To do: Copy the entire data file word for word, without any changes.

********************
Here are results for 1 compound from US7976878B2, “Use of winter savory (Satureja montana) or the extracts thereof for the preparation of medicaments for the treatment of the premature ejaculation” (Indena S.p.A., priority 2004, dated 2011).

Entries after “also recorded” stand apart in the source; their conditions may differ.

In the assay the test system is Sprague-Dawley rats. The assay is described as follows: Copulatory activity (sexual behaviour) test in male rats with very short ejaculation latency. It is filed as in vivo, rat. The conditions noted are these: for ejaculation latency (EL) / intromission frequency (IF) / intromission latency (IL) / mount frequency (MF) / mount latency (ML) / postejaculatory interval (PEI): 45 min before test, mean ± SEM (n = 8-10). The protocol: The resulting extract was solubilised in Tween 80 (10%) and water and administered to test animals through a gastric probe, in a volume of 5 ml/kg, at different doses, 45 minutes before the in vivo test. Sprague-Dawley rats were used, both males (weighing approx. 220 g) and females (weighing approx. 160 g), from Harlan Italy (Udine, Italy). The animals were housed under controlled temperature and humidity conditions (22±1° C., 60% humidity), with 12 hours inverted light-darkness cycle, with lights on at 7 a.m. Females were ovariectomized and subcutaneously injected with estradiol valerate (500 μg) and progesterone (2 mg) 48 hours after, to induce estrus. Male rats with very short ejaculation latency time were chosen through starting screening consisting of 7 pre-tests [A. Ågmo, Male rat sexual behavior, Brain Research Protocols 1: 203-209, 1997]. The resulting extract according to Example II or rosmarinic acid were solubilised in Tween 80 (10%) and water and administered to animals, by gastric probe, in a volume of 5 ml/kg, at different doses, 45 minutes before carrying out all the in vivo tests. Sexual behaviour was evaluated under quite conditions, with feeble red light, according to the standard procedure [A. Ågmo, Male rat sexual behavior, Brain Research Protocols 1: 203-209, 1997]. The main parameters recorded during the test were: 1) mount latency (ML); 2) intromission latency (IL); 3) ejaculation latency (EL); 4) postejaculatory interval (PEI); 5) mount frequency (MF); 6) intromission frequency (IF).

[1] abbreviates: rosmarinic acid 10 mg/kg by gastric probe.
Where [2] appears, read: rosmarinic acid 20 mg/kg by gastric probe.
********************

Here are results for 1 compound from US7976878B2, “Use of winter savory (Satureja montana) or the extracts thereof for the preparation of medicaments for the treatment of the premature ejaculation” (Indena S.p.A., priority 2004, dated 2011).

Entries after “also recorded” stand apart in the source; their conditions may differ.

In the assay the test system is Sprague-Dawley rats. The assay is described as follows: Copulatory activity (sexual behaviour) test in male rats with very short ejaculation latency. It is filed as in vivo, rat. The conditions noted are these: for ejaculation latency (EL) / intromission frequency (IF) / intromission latency (IL) / mount frequency (MF) / mount latency (ML) / postejaculatory interval (PEI): 45 min before test, mean ± SEM (n = 8-10). The protocol: The resulting extract was solubilised in Tween 80 (10%) and water and administered to test animals through a gastric probe, in a volume of 5 ml/kg, at different doses, 45 minutes before the in vivo test. Sprague-Dawley rats were used, both males (weighing approx. 220 g) and females (weighing approx. 160 g), from Harlan Italy (Udine, Italy). The animals were housed under controlled temperature and humidity conditions (22±1° C., 60% humidity), with 12 hours inverted light-darkness cycle, with lights on at 7 a.m. Females were ovariectomized and subcutaneously injected with estradiol valerate (500 μg) and progesterone (2 mg) 48 hours after, to induce estrus. Male rats with very short ejaculation latency time were chosen through starting screening consisting of 7 pre-tests [A. Ågmo, Male rat sexual behavior, Brain Research Protocols 1: 203-209, 1997]. The resulting extract according to Example II or rosmarinic acid were solubilised in Tween 80 (10%) and water and administered to animals, by gastric probe, in a volume of 5 ml/kg, at different doses, 45 minutes before carrying out all the in vivo tests. Sexual behaviour was evaluated under quite conditions, with feeble red light, according to the standard procedure [A. Ågmo, Male rat sexual behavior, Brain Research Protocols 1: 203-209, 1997]. The main parameters recorded during the test were: 1) mount latency (ML); 2) intromission latency (IL); 3) ejaculation latency (EL); 4) postejaculatory interval (PEI); 5) mount frequency (MF); 6) intromission frequency (IF).

[1] abbreviates: rosmarinic acid 10 mg/kg by gastric probe.
Where [2] appears, read: rosmarinic acid 20 mg/kg by gastric probe.